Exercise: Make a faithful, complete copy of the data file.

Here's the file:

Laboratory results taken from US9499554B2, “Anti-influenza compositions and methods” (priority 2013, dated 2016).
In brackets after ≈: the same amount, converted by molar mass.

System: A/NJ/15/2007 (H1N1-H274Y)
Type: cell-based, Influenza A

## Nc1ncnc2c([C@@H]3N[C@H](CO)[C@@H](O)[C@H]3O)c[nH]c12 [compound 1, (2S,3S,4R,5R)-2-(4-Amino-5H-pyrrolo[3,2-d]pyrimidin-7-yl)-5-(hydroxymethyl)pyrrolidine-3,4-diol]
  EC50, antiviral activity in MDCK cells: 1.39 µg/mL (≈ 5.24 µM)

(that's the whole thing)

Laboratory results taken from US9499554B2, “Anti-influenza compositions and methods” (priority 2013, dated 2016).
In brackets after ≈: the same amount, converted by molar mass.

System: A/NJ/15/2007 (H1N1-H274Y)
Type: cell-based, Influenza A

## Nc1ncnc2c([C@@H]3N[C@H](CO)[C@@H](O)[C@H]3O)c[nH]c12 [compound 1, (2S,3S,4R,5R)-2-(4-Amino-5H-pyrrolo[3,2-d]pyrimidin-7-yl)-5-(hydroxymethyl)pyrrolidine-3,4-diol]
  EC50, antiviral activity in MDCK cells: 1.39 µg/mL (≈ 5.24 µM)